The overboard skipper was at risk of being hit by the engine’s propellers as it continued unhelmed
A fisherman rammed his
vessel into an out-of-control yacht in order to save an overboard skipper from its
engine propellers in choppy seas.
The incident, which
happened on 14 November, saw the sailor of a 21ft yacht thrown overboard in
breaking seas as he tried to cross the bar at the entrance to Christchurch
Fisherman and RNLI
volunteer Pete Dadds spotted the sailor in trouble and intervened in order to
prevent him from being hit by the yacht’s engine propellers.
An RNLI spokesperson
said: “The yacht was picked up by breaking seas and was violently rolling when
the lone sailor was thrown from the yacht.
“The fishing vessel Déjà vu went straight over to
investigate and found the sailor hanging on to a rope at the back of the
vessel, being towed around in circles into the breaking sea.”
In order to be picked up
by the fishing boat, the sailor had to let go of the rope, but the unmanned
yacht was still in gear and began making its way back towards him.
Mr Dadds was left with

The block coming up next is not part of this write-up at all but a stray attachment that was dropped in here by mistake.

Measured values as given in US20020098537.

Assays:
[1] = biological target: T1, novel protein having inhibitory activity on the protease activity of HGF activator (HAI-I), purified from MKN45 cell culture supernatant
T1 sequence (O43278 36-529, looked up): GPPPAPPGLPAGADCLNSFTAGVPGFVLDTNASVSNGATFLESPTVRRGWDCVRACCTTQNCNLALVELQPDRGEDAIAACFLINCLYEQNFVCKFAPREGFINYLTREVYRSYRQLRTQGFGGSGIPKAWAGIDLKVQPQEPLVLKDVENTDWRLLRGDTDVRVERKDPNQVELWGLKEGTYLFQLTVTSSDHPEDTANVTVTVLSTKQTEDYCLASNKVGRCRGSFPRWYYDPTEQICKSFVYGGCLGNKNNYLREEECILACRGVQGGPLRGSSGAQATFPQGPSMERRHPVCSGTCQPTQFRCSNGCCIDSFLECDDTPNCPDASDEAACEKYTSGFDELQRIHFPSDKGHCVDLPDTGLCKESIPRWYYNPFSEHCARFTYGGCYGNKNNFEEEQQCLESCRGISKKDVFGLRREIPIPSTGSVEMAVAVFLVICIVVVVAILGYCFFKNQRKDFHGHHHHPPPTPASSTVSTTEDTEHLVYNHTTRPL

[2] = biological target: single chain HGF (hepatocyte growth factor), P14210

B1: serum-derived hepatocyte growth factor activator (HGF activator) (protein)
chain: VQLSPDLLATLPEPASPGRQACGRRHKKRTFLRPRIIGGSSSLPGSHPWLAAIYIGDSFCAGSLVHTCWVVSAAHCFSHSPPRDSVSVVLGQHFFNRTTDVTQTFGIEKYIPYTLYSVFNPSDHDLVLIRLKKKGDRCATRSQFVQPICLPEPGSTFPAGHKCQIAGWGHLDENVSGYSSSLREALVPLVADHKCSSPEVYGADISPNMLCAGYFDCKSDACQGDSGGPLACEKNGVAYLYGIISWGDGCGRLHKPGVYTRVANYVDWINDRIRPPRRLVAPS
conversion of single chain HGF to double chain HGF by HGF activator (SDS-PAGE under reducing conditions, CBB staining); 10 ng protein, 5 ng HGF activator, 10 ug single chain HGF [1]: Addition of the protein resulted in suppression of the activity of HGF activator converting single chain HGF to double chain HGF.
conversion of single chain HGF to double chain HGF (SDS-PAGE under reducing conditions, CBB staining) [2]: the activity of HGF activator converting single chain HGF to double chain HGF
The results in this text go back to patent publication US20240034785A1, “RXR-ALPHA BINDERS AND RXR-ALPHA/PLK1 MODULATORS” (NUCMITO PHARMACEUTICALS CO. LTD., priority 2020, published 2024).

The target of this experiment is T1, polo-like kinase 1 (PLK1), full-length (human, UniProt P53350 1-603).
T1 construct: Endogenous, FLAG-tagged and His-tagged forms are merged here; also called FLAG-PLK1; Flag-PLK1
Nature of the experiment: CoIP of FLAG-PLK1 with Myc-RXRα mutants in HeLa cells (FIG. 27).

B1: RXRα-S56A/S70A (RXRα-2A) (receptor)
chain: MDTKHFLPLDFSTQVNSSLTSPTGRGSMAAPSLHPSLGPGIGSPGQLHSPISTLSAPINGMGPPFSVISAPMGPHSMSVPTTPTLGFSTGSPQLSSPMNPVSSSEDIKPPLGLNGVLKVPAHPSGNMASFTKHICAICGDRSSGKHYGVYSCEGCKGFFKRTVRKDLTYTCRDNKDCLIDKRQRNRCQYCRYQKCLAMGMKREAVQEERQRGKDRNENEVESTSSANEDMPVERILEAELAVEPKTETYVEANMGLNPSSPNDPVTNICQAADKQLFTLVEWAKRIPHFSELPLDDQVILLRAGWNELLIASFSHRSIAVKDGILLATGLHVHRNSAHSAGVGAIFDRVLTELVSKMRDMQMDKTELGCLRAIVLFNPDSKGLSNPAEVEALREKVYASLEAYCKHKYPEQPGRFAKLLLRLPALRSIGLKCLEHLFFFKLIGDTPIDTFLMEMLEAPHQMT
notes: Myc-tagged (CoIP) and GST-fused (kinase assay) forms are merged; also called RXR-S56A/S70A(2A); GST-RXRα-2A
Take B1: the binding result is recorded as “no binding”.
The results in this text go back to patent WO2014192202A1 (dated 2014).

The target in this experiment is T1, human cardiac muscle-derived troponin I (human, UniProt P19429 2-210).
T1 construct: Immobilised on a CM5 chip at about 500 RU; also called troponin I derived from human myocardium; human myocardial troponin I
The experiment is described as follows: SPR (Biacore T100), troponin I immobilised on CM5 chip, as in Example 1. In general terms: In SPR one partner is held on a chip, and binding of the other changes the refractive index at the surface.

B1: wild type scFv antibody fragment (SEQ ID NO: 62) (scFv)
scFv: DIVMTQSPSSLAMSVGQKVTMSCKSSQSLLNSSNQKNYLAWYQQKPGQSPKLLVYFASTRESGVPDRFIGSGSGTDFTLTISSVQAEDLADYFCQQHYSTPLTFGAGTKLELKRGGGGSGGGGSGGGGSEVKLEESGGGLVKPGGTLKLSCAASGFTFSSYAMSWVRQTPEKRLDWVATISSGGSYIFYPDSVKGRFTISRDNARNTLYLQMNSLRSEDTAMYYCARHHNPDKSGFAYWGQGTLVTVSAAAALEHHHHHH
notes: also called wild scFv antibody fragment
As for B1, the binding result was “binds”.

no option but to ram the yacht as the overboard man was going under his boat
towards the propeller.
Another crew member
from Déjà vu jumped aboard the yacht
and tried and turn off the engine while Mr Dadds grabbed hold of the sailor who
was struggling to stay conscious and afloat.
“The fishing vessel
started drifting into the breaking seas which made it impossible to pull the
sailor on boars. Pete radioed the coastguard asking for urgent assistance to
assist in getting the sailor aboard and the yacht back into the harbour”, added
Mudeford RNLI were on
the scene shortly after and helped get the sailor on to the fishing vessel
before he was transferred to hospital and treated for hypothermia.
The lifeboat managed
to retrieve the yacht and towed it back into Christchurch harbour and put it
lifeboat operations manager Richard Stride told the Bournemouth Echo: “The
sailor was exceedingly fortunate that the fishing vessel was in the vicinity
and that the skipper was extremely competent and knew what to do in the
seriousness of the situation.
of the sailor surviving more than a couple of minutes without intervention were
incident illustrates how dangerous and unpredictable the sea can be and the
value of having and wearing all the correct safety equipment.”